nep-for New Economics Papers
on Forecasting
Issue of 2018‒06‒25
three papers chosen by
Rob J Hyndman
Monash University

  1. Stochastic volatility and leverage effect in energy markets: evidence from high frequency data with VaR and CVaR risk analysis By Christopher F Baum; Paola Zerilli; Liyuan Chen
  2. The Fed's Asymmetric Forecast Errors By Andrew C. Chang
  3. Nonparametric Forecasting of Multivariate Probability Density Functions By Matteo Iacopini; Dominique Guégan

  1. By: Christopher F Baum (Boston College; German Institute for Economic Research (DIW Berlin)); Paola Zerilli (University of York); Liyuan Chen (University of York)
    Abstract: The study of volatility in crude oil and natural gas markets and its interaction with returns (leverage) has a broad range of financial impacts both from an hedging point of view and also for forecasting purposes. The main limitation of using daily data is that volatility is not observable. In contrast, intra-day data provide an almost continuous observation of the return series, making volatility observable so that it can be studied in great detail. From an econometric point of view, the employment of intra-day data leads to the estimation of structural parameters of stochastic volatility models using simple moment conditions while fitting all the relevant empirical features of energy and stock index returns. This paper contributes to the current debate by: 1) exploring evidence of leverage effects in energy futures markets versus financial stock indexes (S&P500) and 2) evaluating the impact of leverage on risk forecasting in a VaR and CVaR sense. We find significant evidence of a leverage e§ect for S&P500 and crude oil markets: a negative shock to returns increases volatility in these markets. We also find evidence of an inverse leverage effect for the natural gas market: volatility becomes higher when energy returns increase. We show that the introduction of leverage improves the forecasting ability of the SV model using the RMSE and MAE criteria for all the markets considered.
    Keywords: stochastic volatility, leverage effect, energy markets, high frequency data, VaR, CVaR
    JEL: C53 C58 G17 G32 Q41 Q47
    Date: 2018–06–15
  2. By: Andrew C. Chang
    Abstract: I show that the probability that the Board of Governors of the Federal Reserve System staff's forecasts (the "Greenbooks'") overpredicted quarterly real gross domestic product (GDP) growth depends on both the forecast horizon and also whether the forecasted quarter was above or below trend real GDP growth. For forecasted quarters that grew below trend, Greenbooks were much more likely to overpredict real GDP growth, with one-quarter ahead forecasts overpredicting real GDP growth more than 75% of the time, and this rate of overprediction was higher for further ahead forecasts. For forecasted quarters that grew above trend, Greenbooks were slightly more likely to underpredict real GDP growth, with one-quarter ahead forecasts underpredicting growth about 60% of the time. Unconditionally, on average, Greenbooks overpredicted real GDP growth.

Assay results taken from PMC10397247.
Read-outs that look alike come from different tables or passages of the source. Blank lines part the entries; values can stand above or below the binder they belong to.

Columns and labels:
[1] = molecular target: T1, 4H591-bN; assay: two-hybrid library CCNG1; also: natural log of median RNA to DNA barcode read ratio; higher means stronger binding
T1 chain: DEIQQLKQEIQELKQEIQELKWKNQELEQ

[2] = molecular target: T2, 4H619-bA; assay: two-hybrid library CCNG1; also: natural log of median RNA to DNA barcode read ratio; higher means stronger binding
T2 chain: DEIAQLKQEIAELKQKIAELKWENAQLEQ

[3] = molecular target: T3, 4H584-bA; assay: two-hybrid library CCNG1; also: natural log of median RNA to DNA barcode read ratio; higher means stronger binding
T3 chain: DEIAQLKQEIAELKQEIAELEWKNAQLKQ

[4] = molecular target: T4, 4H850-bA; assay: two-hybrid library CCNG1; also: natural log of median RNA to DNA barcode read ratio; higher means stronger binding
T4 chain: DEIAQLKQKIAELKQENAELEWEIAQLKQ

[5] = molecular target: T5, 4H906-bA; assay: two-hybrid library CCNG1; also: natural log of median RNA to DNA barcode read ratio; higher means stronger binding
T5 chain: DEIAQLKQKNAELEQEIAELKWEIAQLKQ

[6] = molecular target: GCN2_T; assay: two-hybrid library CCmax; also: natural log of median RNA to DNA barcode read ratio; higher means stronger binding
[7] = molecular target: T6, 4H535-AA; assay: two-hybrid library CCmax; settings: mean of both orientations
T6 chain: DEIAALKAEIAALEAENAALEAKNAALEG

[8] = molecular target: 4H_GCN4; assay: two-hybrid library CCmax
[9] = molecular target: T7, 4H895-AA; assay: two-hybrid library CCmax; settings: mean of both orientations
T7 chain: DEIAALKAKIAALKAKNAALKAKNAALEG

Keywords: Asymmetric forecast errors ; Federal open market committee ; Forecast accuracy ; Greenbook ; Monetary policy ; Real-time data
    JEL: C53 D23 E00 E17
    Date: 2018–04–16
  3. By: Matteo Iacopini (Department of Economics, Cà Foscari University of Venice); Dominique Guégan
    Abstract: The study of dependence between random variables is the core of theoretical and applied statistics. Static and dynamic copula models are useful for describing the dependence structure, which is fully encrypted in the copula probability density function. However, these models are not always able to describe the temporal change of the dependence patterns, which is a key characteristic of financial data. We propose a novel nonparametric framework for modelling a time series of copula probability density functions, which allows to forecast the entire function without the need of post-processing procedures to grant positiveness and unit integral. We exploit a suitable isometry that allows to transfer the analysis in a subset of the space of square integrable functions, where we build on nonparametric functional data analysis techniques to perform the analysis. The framework does not assume the densities to belong to any parametric family and it can be successfully applied also to general multivariate probability density functions with bounded or unbounded support. Finally, a noteworthy field of application pertains the study of time varying networks represented through vine copula models. We apply the proposed methodology for estimating and forecasting the time varying dependence structure between the S&P500 and NASDAQ indices.
    Keywords: Functional data analysis, functional PCA, functional time series, time varying dependence, time varying copula, clr transform, compositional data analysis
    JEL: C13 C33 C51 C53
    Date: 2018

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